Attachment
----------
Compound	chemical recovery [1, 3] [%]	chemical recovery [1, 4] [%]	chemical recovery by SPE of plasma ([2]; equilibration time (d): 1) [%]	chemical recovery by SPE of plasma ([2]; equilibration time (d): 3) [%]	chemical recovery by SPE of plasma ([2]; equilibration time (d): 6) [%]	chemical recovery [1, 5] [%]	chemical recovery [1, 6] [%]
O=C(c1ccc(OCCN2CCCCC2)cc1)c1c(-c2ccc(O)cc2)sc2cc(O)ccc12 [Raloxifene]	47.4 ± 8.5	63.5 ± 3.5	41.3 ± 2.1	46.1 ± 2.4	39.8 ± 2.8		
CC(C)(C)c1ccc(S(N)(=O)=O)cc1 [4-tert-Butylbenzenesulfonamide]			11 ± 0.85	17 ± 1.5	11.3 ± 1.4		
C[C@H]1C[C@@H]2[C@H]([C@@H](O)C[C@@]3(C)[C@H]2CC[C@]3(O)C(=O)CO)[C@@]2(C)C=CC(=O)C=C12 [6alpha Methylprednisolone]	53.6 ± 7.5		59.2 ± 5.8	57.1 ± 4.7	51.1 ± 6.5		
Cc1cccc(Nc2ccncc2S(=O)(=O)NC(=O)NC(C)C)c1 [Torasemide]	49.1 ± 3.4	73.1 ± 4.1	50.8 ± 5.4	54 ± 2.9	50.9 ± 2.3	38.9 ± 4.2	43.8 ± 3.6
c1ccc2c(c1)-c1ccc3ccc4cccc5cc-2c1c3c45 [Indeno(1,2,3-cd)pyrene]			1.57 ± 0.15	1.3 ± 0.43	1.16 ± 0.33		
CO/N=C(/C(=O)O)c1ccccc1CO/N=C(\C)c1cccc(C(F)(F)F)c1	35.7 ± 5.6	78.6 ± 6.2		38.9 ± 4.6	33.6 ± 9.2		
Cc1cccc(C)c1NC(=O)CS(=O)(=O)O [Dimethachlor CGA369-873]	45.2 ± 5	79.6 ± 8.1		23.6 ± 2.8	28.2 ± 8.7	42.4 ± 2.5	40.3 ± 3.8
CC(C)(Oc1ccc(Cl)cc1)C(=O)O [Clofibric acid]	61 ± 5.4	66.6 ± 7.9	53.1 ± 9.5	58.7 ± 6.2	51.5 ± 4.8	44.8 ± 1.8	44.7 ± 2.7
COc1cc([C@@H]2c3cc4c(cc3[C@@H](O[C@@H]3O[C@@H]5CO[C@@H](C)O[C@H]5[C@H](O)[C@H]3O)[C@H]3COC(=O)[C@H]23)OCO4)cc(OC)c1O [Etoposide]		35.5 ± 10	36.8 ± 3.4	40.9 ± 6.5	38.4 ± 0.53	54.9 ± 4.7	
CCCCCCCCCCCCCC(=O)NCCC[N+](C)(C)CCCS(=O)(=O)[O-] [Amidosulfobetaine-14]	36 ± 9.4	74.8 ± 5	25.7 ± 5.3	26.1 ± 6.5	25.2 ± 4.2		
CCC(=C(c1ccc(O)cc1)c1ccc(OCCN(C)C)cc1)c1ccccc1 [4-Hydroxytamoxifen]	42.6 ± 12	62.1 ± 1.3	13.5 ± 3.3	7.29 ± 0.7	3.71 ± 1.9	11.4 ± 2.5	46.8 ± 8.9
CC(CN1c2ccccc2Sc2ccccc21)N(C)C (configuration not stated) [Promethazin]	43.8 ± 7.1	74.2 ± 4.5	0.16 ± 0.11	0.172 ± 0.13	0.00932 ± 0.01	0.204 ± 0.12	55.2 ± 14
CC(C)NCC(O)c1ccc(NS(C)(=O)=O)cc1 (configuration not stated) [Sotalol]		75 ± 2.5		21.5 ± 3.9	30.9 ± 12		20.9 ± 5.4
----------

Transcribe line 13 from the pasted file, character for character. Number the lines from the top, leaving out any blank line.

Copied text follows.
CC(CN1c2ccccc2Sc2ccccc21)N(C)C (configuration not stated) [Promethazin]	43.8 ± 7.1	74.2 ± 4.5	0.16 ± 0.11	0.172 ± 0.13	0.00932 ± 0.01	0.204 ± 0.12	55.2 ± 14